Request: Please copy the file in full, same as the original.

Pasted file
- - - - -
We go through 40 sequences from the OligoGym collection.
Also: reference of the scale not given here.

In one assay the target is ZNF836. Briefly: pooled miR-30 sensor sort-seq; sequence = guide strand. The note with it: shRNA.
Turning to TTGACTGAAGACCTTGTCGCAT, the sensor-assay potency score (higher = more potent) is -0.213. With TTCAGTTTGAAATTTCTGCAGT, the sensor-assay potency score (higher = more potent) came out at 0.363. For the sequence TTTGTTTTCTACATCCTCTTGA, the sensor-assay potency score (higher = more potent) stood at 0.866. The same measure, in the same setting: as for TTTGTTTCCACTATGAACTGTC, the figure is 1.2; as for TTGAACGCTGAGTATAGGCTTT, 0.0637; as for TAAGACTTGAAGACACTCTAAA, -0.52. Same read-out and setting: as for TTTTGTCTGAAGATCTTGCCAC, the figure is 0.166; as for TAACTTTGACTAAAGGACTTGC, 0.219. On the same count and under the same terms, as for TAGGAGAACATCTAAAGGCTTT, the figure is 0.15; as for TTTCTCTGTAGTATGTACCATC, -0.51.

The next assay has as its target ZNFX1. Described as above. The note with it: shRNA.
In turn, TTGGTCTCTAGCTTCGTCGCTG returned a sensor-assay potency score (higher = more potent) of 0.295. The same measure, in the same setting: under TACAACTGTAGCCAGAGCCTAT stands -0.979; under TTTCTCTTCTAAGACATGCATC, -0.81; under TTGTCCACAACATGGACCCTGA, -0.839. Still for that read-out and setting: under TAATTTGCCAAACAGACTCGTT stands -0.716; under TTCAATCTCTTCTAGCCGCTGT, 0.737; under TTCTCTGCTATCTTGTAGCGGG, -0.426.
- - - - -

We go through 40 sequences from the OligoGym collection.
Also: reference of the scale not given here.

In one assay the target is ZNF836. Briefly: pooled miR-30 sensor sort-seq; sequence = guide strand. The note with it: shRNA.
Turning to TTGACTGAAGACCTTGTCGCAT, the sensor-assay potency score (higher = more potent) is -0.213. With TTCAGTTTGAAATTTCTGCAGT, the sensor-assay potency score (higher = more potent) came out at 0.363. For the sequence TTTGTTTTCTACATCCTCTTGA, the sensor-assay potency score (higher = more potent) stood at 0.866. The same measure, in the same setting: as for TTTGTTTCCACTATGAACTGTC, the figure is 1.2; as for TTGAACGCTGAGTATAGGCTTT, 0.0637; as for TAAGACTTGAAGACACTCTAAA, -0.52. Same read-out and setting: as for TTTTGTCTGAAGATCTTGCCAC, the figure is 0.166; as for TAACTTTGACTAAAGGACTTGC, 0.219. On the same count and under the same terms, as for TAGGAGAACATCTAAAGGCTTT, the figure is 0.15; as for TTTCTCTGTAGTATGTACCATC, -0.51.

The next assay has as its target ZNFX1. Described as above. The note with it: shRNA.
In turn, TTGGTCTCTAGCTTCGTCGCTG returned a sensor-assay potency score (higher = more potent) of 0.295. The same measure, in the same setting: under TACAACTGTAGCCAGAGCCTAT stands -0.979; under TTTCTCTTCTAAGACATGCATC, -0.81; under TTGTCCACAACATGGACCCTGA, -0.839. Still for that read-out and setting: under TAATTTGCCAAACAGACTCGTT stands -0.716; under TTCAATCTCTTCTAGCCGCTGT, 0.737; under TTCTCTGCTATCTTGTAGCGGG, -0.426.